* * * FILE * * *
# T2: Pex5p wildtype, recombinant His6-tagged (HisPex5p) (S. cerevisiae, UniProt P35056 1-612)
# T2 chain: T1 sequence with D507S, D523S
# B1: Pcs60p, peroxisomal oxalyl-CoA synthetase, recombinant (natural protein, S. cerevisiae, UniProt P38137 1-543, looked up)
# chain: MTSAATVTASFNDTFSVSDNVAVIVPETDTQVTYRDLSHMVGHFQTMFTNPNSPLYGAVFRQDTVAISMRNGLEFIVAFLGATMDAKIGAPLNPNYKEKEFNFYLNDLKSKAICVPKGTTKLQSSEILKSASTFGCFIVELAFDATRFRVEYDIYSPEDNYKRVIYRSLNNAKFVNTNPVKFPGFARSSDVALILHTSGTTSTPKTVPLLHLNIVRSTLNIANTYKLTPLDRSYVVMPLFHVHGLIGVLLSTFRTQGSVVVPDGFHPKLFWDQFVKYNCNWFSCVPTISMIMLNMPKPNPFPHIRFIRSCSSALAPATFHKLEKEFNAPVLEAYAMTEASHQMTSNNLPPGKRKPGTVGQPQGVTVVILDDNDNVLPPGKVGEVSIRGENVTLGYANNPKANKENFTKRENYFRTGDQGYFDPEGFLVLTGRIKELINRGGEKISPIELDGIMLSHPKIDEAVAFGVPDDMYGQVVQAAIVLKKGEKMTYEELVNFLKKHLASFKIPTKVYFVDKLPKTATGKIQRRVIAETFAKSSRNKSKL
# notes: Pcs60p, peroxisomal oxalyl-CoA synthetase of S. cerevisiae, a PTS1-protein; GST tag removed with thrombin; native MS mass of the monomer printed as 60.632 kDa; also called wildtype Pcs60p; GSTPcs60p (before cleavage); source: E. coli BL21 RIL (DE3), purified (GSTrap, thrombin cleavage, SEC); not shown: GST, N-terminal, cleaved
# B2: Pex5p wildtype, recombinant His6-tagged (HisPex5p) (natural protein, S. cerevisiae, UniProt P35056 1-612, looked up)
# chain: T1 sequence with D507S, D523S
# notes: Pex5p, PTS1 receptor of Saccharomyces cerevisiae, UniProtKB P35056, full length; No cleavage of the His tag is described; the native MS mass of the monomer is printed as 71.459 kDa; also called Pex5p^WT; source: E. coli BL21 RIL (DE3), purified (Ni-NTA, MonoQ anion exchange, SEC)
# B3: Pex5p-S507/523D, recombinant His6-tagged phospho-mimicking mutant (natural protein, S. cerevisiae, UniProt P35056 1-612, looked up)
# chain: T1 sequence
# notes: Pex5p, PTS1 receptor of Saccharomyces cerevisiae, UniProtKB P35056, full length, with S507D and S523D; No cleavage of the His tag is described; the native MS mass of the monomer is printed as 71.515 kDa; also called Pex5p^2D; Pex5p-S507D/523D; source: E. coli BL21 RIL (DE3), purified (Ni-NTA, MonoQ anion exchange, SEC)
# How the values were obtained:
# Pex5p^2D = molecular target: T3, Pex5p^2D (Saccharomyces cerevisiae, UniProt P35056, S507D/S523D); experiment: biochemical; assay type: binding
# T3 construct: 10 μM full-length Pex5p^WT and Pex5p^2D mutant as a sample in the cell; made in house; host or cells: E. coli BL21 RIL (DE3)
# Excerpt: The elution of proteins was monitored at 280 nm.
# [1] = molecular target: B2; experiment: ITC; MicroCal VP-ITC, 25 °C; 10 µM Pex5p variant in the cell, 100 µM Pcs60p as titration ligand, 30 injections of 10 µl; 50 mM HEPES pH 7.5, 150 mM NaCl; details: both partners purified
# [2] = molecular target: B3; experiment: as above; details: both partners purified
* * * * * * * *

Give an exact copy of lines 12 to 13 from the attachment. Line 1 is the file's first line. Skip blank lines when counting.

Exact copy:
# How the values were obtained:
# Pex5p^2D = molecular target: T3, Pex5p^2D (Saccharomyces cerevisiae, UniProt P35056, S507D/S523D); experiment: biochemical; assay type: binding